There was a time when Howard Dean, a former governor of Vermont who was also a practicing medical doctor, not only looked like the most electrifying politician on the planet, but also quite possibly the next President of the United States. Dean was the ultimate candidate-as-stock-bubble, a man who, through his main strategist Joe Trippi, harnessed the power of the Internet for both fundraising and rallying base voters. While opponents John Kerry and John Edwards were mealy-mouthing about the Iraq war, Dean attacked President Bush and his war head on. It made him such a big star that even Al Gore endorsed him.
Dean's bubble burst even faster than it grew, though. He suffered a surprising third-place finish in Iowa, and then, while rallying his supporters after the loss, he got a little too excited and unleashed his now-infamous "yeaaahhhh!" scream.
In context, it's not nearly as bad as it seemed at the time. Regardless, painted as a doomed, potentially unhinged candidate, Dean's campaign was essentially over at that moment. Dean has done OK for himself, running the Democratic National Committee for a few years and now working as a consultant and TV pundit, but his campaign (and most notably, his ability to raise money over the Internet, a tactic Barack Obama used to put himself in the White House) will live forever in both fame and infamy. Especially because they made a movie about it.
Well, not exactly. "The Ides of March," George Clooney's political thriller we reviewed here, is based off the play "Farragut North," which was written in 2008 by a man named Beau Willimon. Willimon, in 2004, worked for the Dean campaign, and even though he takes great pains to note that the play was fictional, he admits that the whole play was informed by his experiences working for Dean.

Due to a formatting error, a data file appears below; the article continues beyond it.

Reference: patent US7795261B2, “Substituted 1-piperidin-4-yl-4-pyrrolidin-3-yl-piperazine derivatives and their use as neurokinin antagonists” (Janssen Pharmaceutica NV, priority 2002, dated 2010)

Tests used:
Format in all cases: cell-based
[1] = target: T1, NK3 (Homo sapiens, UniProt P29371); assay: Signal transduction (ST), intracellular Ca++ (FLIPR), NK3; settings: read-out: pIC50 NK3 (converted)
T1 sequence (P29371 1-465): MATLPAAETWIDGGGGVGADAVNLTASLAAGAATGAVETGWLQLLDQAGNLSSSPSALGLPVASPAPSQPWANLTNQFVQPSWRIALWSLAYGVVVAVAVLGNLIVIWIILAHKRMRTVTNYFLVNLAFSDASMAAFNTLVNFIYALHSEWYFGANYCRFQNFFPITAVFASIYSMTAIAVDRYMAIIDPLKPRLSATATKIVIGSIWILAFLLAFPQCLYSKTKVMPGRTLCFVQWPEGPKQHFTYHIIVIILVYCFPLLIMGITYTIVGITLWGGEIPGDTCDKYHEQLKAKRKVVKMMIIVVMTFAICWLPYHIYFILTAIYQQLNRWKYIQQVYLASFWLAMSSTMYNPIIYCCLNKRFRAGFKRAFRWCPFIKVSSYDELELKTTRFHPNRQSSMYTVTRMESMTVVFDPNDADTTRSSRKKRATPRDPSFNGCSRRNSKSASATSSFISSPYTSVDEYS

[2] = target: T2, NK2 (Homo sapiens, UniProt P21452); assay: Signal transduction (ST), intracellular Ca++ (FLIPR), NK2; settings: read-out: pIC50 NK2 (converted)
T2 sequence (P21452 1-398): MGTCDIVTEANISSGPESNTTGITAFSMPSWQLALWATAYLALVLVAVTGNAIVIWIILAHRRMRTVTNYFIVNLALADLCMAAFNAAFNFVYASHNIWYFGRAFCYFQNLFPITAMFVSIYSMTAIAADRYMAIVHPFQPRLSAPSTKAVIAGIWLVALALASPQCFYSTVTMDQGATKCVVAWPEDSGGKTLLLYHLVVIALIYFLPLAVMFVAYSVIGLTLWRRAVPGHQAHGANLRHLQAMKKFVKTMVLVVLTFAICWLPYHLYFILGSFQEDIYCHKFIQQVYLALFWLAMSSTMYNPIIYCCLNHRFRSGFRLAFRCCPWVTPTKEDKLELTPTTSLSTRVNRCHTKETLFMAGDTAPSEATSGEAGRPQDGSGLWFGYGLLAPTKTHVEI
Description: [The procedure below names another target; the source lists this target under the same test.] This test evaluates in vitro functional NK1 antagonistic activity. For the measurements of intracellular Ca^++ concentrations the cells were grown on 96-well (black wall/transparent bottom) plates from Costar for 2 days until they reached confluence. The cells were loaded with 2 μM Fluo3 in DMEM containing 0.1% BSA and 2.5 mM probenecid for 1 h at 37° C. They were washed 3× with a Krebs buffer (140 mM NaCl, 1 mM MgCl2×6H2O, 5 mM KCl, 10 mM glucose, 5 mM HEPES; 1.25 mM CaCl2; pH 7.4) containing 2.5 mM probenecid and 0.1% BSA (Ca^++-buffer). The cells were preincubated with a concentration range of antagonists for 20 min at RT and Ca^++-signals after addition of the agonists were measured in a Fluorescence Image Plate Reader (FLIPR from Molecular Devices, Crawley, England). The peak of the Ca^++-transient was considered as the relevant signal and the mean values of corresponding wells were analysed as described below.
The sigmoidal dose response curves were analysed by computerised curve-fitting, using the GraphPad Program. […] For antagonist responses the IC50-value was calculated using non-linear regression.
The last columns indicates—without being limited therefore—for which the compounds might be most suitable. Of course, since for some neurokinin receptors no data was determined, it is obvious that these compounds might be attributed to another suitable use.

It was his longtime friend Jay Carson who recruited Willimon to work on Dean's campaign. Carson was Dean's press secretary; Willimon worked on the advance team. And while Willimon says the play pulls from other campaigns he has also worked on, he admits to having an insider's view on Dean's. "I was getting stories from Jay (about) what was going on in the inner sanctum," he said. "From my ground level, in-the-trenches point of view, mixed with the sort of stuff Jay was telling me at the highest levels, I was able to witness how a campaign works. "The gamesmanship between the campaign and the press is a major theme of the play," he said.
In the play, the presidential candidate bears more resemblance to Dean than he does in the movie, but there's a reason for that: You never actually see the candidate in the play. He's merely "the insurgent candidate." The candidate in the movie, played by Clooney himself, would never do a scream like that. Of course, Howard Dean never did a lot of the things the presidential candidate in the movie does either. And that, ultimately, includes coming close to becoming president: The campaign in the film is based in the Ohio primary, but Dean, despite all the states he listed in that video, never made it that far.